Citigroup, Inc. (NYSE: C) continues to improve its financial performance.
Michael Corbat, Citigroup CEO since October 2012, is still gaining ground on his goals for the bank, although maybe, over the last 15 months or so, not as rapidly as he would like.
In the first quarter of 2019, Citigroup earned a return on shareholders' equity of 10.2 percent, breaking through the magic 10.0 percent cost of capital number assumed for the largest commercial banks in the United States.
Mr. Corbat has aimed at producing equity returns in the teens, and this quarter marks the first time that Citigroup has achieved this goal.
In 2018, Citigroup earned a return on shareholders' equity of 9.4 percent, higher than the 4.1 percent earned by the bank the year Mr. Corbat became CEO, and the first time that Citigroup has earned more than 10.0 percent in well over a decade.
Mr. Corbat has specifically aimed at closing the gap in this performance measure with its large commercial bank competitors and has tenaciously been able to close the gap, although it has not caught up with them yet.
In the first quarter of 2019, JPMorgan Chase (JPM) earned a 16.0 percent return on shareholders' equity, Wells Fargo (WFC) earned 12.7 percent, Bank of America (BAC) earned 11.4 percent, and Goldman Sachs (GS) achieved 11.1 percent.
Citigroup earned a return on assets of 0.98 percent in the first quarter of 2019, up from 0.94 percent in 2018. In 2012, the year Mr. Corbat took over, Citigroup’s return on assets was 0.41 percent.
Since taking over the reins at Citigroup, Mr. Corbat focused on shrinking and restructuring the bank.
We read of the results in the Wall Street Journal.
To offset shortfalls from “revenue pressure and to stay on track to meet its return targets, Citigroup has been cutting expenses. Its expenses were $10.6 billion for the first quarter, down 3% from a year ago. The bank slashed its marketing and advertising budget by 6%.”
The bank will admit, however, “tougher markets and choppy global growth aren’t making that any easier.”
Still, Mr. Corbat has gotten far enough along this path that, recently, Mr. Corbat has changed the bank’s focus, shifting from one of shrinking and restructuring the bank. Now the emphasis is on achieving more growth.
“Ultimately, Citigroup is counting on a major turnaround in its consumer business, particularly U.S. credit cards and retail banking, to boost its overall returns.”
“That effort bore fruit in the latest quarter. U.S. consumer-banking revenue of $5.2 billion was up 4% from a year earlier, after adjusting for the sale of a co-brand credit-card portfolio. The proprietary U.S. credit-card unit was up 5% from a year ago, to $2.2 billion.”
To go along with this change in focus, Mr. Corbat is making changes to the management team. According to Christina Rexrode and Telis Demos “Chief Executive Michael Corbat has been shuffling the bank’s leadership team to put the emphasis on growth, after years of shrinking and restructuring.”
Recently, the bank has named a new chairman and chief financial officer, as well as new heads of technology, investment banking and U.S. retail banking.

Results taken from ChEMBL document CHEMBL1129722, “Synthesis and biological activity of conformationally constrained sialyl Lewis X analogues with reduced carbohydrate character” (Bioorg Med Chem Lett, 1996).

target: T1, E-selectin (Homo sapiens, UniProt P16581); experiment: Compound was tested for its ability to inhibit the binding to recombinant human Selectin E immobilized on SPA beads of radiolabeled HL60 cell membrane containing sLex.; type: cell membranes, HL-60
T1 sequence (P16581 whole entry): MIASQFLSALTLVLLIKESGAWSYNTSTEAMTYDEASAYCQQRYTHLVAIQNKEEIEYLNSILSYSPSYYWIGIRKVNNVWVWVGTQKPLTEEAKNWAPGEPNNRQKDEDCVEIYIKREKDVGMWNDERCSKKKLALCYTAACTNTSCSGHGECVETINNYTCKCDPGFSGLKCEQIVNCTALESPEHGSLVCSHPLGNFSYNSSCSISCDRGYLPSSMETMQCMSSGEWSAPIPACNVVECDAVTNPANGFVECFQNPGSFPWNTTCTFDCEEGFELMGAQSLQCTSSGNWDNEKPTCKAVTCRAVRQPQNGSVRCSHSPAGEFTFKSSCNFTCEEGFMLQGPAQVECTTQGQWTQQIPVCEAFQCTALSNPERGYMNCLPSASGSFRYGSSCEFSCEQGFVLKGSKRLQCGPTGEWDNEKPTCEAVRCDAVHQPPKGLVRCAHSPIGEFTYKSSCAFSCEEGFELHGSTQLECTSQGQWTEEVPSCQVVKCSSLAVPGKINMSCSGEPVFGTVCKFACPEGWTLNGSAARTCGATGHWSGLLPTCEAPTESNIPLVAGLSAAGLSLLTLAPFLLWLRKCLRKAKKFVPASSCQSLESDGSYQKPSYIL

In an internal memo written last Thursday, Mr. Corbat stated:
“While we will miss the experience and counsel of those who have moved on, I believe that change is healthy and creates new opportunities for our firm and our people.”
Mr. Corbat has also attempted to improve Citigroup’s stock price through stock buybacks.
“Citigroup has returned tens of billions of dollars in capital to shareholders, pushing up its stock price and improving its return measures.”
Just this past quarter $4.1 billion in stock has been repurchased. Common shares have declined by 66 million shares.
Overall, I have found the Citigroup efforts, along with those of Morgan Stanley (MS), during the current recovery very, very interesting. Both turnarounds seem to be doing well.
Mr. Corbat took over the leadership of Citigroup with his sole focus being the need to build a different business model for the bank. The changes he has brought have produced slow, but relatively steady change. Moving the bank from a 4.1 percent return on shareholders' equity to a return of 10.2 percent is quite a feat.
Now, we are in the next stage, building the business model to incorporate more growth. The concern here is that after expanding for 10 years, the US economy may not be as strong as Mr. Corbat would like to help him achieve the growth rates he is shooting for.
I still am a firm believer that Mr. Corbat is a producer and will do well in the future. He has accomplished what he aimed at in his first six years at the helm of Citigroup. I think he will also do well in the near future.
Disclosure: I/we have no positions in any stocks mentioned, and no plans to initiate any positions within the next 72 hours. I wrote this article myself, and it expresses my own opinions. I am not receiving compensation for it (other than from Seeking Alpha). I have no business relationship with any company whose stock is mentioned in this article.